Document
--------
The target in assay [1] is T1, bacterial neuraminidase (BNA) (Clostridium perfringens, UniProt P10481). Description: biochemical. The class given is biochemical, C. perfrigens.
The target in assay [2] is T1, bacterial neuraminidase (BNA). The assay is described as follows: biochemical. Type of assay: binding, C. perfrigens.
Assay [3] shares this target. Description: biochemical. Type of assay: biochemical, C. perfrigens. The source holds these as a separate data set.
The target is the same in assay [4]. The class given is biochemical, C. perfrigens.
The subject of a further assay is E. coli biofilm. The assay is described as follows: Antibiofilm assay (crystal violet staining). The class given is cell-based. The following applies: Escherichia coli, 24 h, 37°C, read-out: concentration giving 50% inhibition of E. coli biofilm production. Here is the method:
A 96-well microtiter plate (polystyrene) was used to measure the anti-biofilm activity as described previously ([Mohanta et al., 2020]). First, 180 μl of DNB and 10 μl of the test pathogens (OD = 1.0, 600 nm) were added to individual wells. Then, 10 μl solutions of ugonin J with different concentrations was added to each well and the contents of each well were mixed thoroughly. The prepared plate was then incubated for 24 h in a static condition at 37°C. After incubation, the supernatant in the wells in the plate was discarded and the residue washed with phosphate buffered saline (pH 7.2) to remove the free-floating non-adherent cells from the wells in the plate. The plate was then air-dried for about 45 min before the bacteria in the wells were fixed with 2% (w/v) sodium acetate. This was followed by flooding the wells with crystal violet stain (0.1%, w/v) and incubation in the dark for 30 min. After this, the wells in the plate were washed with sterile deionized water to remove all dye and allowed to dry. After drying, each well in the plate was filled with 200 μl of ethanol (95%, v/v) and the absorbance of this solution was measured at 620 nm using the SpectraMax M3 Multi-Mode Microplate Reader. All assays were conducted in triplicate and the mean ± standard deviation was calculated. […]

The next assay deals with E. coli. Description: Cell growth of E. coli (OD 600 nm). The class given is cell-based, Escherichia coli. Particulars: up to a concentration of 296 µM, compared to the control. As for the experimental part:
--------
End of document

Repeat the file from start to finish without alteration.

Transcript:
The target in assay [1] is T1, bacterial neuraminidase (BNA) (Clostridium perfringens, UniProt P10481). Description: biochemical. The class given is biochemical, C. perfrigens.
The target in assay [2] is T1, bacterial neuraminidase (BNA). The assay is described as follows: biochemical. Type of assay: binding, C. perfrigens.
Assay [3] shares this target. Description: biochemical. Type of assay: biochemical, C. perfrigens. The source holds these as a separate data set.
The target is the same in assay [4]. The class given is biochemical, C. perfrigens.
The subject of a further assay is E. coli biofilm. The assay is described as follows: Antibiofilm assay (crystal violet staining). The class given is cell-based. The following applies: Escherichia coli, 24 h, 37°C, read-out: concentration giving 50% inhibition of E. coli biofilm production. Here is the method:
A 96-well microtiter plate (polystyrene) was used to measure the anti-biofilm activity as described previously ([Mohanta et al., 2020]). First, 180 μl of DNB and 10 μl of the test pathogens (OD = 1.0, 600 nm) were added to individual wells. Then, 10 μl solutions of ugonin J with different concentrations was added to each well and the contents of each well were mixed thoroughly. The prepared plate was then incubated for 24 h in a static condition at 37°C. After incubation, the supernatant in the wells in the plate was discarded and the residue washed with phosphate buffered saline (pH 7.2) to remove the free-floating non-adherent cells from the wells in the plate. The plate was then air-dried for about 45 min before the bacteria in the wells were fixed with 2% (w/v) sodium acetate. This was followed by flooding the wells with crystal violet stain (0.1%, w/v) and incubation in the dark for 30 min. After this, the wells in the plate were washed with sterile deionized water to remove all dye and allowed to dry. After drying, each well in the plate was filled with 200 μl of ethanol (95%, v/v) and the absorbance of this solution was measured at 620 nm using the SpectraMax M3 Multi-Mode Microplate Reader. All assays were conducted in triplicate and the mean ± standard deviation was calculated. […]

The next assay deals with E. coli. Description: Cell growth of E. coli (OD 600 nm). The class given is cell-based, Escherichia coli. Particulars: up to a concentration of 296 µM, compared to the control. As for the experimental part: